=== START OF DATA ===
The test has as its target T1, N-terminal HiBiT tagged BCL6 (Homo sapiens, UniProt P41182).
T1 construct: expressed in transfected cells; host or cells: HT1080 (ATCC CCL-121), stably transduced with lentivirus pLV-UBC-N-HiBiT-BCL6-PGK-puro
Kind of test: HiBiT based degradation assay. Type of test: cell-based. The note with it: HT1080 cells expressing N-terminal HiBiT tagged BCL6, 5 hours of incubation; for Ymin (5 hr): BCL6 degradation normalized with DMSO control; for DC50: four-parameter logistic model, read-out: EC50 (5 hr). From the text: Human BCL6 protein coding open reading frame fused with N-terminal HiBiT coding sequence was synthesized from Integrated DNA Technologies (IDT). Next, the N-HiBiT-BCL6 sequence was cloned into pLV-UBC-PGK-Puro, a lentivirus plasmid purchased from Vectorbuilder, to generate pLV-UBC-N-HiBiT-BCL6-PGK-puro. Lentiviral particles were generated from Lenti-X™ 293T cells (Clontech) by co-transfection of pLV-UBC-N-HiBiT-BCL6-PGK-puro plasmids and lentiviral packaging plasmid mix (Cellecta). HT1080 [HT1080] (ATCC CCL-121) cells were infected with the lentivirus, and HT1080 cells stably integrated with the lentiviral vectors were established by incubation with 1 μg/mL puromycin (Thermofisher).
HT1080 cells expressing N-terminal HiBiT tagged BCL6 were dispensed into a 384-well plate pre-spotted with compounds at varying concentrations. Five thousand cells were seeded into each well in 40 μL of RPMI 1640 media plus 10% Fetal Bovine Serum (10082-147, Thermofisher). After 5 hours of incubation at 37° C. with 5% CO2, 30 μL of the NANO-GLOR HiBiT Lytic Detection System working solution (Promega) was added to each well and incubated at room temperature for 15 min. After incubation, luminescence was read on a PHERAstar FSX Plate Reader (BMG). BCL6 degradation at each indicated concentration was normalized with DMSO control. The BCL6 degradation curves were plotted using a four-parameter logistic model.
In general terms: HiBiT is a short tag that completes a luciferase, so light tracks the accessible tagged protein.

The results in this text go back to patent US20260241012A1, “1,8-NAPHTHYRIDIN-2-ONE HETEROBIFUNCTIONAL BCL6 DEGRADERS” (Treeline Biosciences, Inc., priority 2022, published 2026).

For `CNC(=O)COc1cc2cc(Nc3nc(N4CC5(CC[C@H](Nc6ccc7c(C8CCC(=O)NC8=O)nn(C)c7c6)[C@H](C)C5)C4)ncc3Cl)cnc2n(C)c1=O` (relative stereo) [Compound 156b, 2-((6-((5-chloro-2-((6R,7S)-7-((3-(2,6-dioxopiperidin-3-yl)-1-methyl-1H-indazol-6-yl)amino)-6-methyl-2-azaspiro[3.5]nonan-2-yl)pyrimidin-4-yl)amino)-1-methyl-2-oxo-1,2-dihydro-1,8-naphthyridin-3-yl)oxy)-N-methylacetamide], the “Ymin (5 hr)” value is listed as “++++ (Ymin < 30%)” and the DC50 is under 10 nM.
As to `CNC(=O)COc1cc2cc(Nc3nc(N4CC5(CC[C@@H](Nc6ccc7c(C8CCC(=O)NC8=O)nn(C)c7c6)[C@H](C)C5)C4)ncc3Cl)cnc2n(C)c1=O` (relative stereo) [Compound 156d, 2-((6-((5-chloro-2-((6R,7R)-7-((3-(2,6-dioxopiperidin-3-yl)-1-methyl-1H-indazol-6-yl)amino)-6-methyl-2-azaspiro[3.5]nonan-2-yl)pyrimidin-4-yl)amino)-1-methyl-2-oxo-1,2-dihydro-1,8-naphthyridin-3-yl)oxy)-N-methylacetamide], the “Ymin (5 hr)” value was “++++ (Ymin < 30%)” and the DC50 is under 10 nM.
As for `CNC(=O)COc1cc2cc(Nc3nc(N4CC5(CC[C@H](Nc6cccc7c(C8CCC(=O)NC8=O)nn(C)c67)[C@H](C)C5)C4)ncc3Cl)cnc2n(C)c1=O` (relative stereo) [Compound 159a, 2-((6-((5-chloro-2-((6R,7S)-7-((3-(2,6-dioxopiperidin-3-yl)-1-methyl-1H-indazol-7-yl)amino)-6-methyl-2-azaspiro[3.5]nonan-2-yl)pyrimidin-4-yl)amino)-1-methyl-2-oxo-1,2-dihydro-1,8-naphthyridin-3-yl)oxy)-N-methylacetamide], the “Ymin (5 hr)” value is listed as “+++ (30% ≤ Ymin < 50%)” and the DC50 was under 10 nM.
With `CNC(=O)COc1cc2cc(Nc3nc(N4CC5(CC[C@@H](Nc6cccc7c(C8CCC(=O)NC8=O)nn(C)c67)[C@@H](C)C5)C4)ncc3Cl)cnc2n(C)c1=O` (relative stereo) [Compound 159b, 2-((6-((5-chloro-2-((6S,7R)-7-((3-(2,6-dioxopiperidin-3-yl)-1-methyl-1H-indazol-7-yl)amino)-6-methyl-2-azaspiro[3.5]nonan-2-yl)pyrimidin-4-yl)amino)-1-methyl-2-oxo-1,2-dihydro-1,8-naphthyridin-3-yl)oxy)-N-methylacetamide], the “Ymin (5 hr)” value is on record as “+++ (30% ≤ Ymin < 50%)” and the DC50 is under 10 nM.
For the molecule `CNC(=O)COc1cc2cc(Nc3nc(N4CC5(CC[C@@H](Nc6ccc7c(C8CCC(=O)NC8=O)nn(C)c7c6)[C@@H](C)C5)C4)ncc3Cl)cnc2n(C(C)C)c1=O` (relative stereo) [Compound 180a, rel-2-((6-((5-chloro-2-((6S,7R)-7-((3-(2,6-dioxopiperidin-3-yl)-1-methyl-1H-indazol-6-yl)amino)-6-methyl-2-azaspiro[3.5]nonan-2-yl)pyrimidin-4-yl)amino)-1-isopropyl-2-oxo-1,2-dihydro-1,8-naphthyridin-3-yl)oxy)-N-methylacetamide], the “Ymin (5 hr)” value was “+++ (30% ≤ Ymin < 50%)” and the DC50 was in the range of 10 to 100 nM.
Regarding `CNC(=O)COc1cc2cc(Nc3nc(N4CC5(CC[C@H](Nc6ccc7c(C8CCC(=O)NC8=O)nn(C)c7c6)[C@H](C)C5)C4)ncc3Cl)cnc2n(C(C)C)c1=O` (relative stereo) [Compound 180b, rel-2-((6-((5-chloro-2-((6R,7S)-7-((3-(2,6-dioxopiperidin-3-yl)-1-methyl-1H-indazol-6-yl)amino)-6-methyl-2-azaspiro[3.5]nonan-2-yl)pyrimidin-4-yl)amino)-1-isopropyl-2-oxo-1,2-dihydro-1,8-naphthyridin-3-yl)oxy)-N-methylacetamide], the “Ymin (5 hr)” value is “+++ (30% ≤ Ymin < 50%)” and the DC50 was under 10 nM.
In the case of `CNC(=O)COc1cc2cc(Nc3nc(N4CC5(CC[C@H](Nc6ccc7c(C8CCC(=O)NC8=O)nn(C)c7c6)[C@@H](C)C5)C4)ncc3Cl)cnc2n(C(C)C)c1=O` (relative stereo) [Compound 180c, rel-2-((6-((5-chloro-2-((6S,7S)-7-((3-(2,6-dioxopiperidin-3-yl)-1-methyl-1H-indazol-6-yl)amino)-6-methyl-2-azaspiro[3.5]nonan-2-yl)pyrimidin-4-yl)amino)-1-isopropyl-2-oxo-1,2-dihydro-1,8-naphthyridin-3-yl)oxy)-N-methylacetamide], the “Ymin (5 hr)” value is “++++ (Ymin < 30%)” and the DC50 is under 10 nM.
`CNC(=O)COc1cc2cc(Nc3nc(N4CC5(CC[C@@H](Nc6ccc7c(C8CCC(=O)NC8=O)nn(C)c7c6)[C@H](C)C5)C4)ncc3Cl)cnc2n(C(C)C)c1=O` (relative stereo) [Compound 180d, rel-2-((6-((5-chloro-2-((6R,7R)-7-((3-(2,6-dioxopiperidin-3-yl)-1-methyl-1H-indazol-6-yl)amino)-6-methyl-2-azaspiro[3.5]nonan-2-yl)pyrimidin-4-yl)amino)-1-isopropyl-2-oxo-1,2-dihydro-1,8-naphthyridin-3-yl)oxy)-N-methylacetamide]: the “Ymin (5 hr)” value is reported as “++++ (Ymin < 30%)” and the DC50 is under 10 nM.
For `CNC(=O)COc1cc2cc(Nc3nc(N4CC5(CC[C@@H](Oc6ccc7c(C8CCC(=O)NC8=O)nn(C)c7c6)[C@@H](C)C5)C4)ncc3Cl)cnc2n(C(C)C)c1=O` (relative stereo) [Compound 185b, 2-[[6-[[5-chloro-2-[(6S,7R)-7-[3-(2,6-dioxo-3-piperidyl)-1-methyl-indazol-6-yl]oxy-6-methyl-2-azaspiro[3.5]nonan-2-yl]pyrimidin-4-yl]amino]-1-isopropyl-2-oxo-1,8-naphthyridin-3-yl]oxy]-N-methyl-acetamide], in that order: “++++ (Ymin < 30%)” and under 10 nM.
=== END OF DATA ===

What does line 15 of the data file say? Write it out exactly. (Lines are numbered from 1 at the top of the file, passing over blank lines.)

For `CNC(=O)COc1cc2cc(Nc3nc(N4CC5(CC[C@@H](Oc6ccc7c(C8CCC(=O)NC8=O)nn(C)c7c6)[C@@H](C)C5)C4)ncc3Cl)cnc2n(C(C)C)c1=O` (relative stereo) [Compound 185b, 2-[[6-[[5-chloro-2-[(6S,7R)-7-[3-(2,6-dioxo-3-piperidyl)-1-methyl-indazol-6-yl]oxy-6-methyl-2-azaspiro[3.5]nonan-2-yl]pyrimidin-4-yl]amino]-1-isopropyl-2-oxo-1,8-naphthyridin-3-yl]oxy]-N-methyl-acetamide], in that order: “++++ (Ymin < 30%)” and under 10 nM.